prude

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Related to prudes: prudish

prude

 (pro͞od)
n.
A person who is excessively concerned with propriety or modesty, especially in sexual matters.

[French, back-formation (influenced by prudent, prudent) from prud'homme, preudhomme, man of merit, virtuous man (from Old French prozdome, preud'ome : proz, preu, valiant, virtuous from Vulgar Latin *prōdis, from Latin prōde, advantageous; see proud + de, of + home, man) or obsolete French preudefemme, woman of merit, virtuous woman (from Old French prodefemme, formed from femme, woman, on the model of prozdome, preud'ome, man of merit).]

prude

(pruːd)
n
a person who affects or shows an excessively modest, prim, or proper attitude, esp regarding sex
[C18: from French, from prudefemme, from Old French prode femme respectable woman; see proud]
ˈprudish adj
ˈprudishly adv
ˈprudishness, ˈprudery n

prude

(prud)

n.
a person who is excessively proper or modest and is or affects to be easily shocked, esp. in matters involving sex.
[1695–1705; < French prude a prude (n.), prudish (adj.), short for prudefemme, Old French prodefeme worthy or respectable woman. See proud, femme]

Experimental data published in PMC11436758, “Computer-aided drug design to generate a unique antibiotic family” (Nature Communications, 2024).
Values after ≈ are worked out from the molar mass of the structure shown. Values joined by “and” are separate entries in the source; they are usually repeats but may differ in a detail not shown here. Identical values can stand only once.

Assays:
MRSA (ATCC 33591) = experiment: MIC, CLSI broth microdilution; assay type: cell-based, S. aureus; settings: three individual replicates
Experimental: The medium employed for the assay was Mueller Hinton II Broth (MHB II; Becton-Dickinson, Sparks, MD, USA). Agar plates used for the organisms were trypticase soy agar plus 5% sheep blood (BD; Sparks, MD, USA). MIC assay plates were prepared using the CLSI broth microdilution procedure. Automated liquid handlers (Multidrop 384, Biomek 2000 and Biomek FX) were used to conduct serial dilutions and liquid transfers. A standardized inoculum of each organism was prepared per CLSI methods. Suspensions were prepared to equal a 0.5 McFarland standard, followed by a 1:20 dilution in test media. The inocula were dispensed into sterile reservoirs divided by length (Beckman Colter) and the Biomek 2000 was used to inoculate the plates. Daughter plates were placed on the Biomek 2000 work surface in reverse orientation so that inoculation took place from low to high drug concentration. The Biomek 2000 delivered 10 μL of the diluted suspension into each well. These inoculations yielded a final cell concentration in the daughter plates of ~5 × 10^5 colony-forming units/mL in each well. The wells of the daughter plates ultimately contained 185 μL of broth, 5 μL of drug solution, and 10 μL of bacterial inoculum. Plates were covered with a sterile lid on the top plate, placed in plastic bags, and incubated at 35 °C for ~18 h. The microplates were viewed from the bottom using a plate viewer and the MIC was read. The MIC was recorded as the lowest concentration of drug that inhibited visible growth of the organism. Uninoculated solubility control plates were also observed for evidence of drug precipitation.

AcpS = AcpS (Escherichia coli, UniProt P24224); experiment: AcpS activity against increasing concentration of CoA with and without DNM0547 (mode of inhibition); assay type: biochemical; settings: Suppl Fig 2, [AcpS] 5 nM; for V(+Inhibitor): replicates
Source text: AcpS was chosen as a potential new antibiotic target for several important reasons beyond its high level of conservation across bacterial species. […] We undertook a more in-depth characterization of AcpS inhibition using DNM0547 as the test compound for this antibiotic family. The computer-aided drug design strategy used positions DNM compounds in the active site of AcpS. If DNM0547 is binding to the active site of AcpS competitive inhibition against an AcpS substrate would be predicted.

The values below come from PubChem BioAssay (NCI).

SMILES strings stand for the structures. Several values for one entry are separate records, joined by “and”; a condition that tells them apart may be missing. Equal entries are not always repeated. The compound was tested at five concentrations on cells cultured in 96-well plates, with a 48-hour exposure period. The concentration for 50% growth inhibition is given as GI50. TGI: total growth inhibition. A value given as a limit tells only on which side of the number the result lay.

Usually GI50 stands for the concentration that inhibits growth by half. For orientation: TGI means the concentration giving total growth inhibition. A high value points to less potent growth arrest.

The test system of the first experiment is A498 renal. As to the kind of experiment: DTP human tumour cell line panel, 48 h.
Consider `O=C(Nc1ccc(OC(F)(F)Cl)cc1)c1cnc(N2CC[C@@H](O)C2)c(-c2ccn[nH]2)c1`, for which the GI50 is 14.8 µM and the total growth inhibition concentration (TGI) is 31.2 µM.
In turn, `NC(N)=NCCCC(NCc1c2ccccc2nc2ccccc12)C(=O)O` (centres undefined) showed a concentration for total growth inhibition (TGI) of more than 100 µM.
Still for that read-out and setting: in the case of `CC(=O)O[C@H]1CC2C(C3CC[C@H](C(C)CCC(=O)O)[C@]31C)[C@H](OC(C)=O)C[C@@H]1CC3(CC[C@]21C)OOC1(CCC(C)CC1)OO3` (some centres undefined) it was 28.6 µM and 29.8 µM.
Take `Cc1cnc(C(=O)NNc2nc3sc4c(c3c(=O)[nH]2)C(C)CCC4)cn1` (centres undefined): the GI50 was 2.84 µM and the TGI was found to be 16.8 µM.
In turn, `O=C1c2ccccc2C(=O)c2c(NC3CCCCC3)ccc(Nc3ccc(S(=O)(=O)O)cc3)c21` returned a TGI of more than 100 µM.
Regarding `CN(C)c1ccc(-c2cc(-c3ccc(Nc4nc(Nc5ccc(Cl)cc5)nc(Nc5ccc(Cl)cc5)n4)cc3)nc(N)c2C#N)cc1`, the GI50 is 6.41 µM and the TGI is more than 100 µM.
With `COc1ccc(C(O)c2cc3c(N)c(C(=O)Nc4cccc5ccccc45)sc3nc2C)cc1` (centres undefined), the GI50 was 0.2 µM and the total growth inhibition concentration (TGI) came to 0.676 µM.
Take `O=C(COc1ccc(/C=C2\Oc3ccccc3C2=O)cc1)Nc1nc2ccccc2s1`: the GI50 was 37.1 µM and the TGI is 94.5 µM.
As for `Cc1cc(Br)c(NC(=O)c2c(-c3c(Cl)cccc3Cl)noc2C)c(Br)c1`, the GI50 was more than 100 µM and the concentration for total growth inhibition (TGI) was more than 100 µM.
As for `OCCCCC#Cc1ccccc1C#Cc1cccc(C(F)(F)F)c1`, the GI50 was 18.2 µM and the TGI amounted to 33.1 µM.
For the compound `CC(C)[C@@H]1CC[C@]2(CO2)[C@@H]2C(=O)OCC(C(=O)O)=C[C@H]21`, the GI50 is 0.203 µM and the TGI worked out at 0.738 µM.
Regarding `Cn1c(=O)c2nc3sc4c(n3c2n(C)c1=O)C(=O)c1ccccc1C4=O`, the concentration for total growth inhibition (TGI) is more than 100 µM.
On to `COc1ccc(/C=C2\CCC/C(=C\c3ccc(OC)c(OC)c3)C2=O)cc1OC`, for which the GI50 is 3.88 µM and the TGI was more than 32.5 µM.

ThesaurusAntonymsRelated WordsSynonymsLegend:
Noun1.prude - a person excessively concerned about propriety and decorum
disagreeable person, unpleasant person - a person who is not pleasant or agreeable

prude

noun prig, puritan, goody-goody (informal), old maid (informal), stuffed shirt (informal), schoolmarm (Brit. informal), Holy Joe (informal), Holy Willie (informal) I'm no prude but I've never heard such filth.

prude

noun
A person who is too much concerned with being proper, modest, or righteous:
Informal: old maid.
Translations

prude

[pruːd] Ngazmoño/a m/f, mojigato/a m/f

prude

[ˈpruːd] nprude f

prude

n to be a prudeprüde sein; only prudes would object to thatnur prüde Leute würden sich daran stoßen

prude

[pruːd] npuritano/a, prude m/f
References in classic literature ?
I have just been with those prudes, and when I come forth, I always find my throat full of curses, I must spit them out or strangle,
He was no prude and could laugh as well as anyone at the witty immorality of a farce at the Palais Royal, but here was nothing but filth.
"Prude!" exclaimed the collar; and then it was taken out of the washing-tub.
Although I was no prude, I recoiled from the thought of it.
"A prude, who told you every night, as she undressed you, that it was a sin to love a priest, just as if one were a priest because one happens to be a cardinal."
"Now Charlotte, you little prude," whispered her friend, the instant he withdrew, "is he not very, very handsome?"
A prig would have said that he had lost culture, and a prude that he had become coarse.
"Well, I am no prude. There is no need to call him a wicked young man, but obviously he is thoroughly unrefined.
He took up the cudgels for that pretty prude with wonderful promptitude.
So what next for the food prudes? Perhaps Indian Jainism.
We are not prudes but it was totally unnecessary and must have embarrassed some parents in the theatre with children.
With section titles like "Cock Rings & Anal Toys," it's certainly not a good read for prudes, but it's not pornographic either.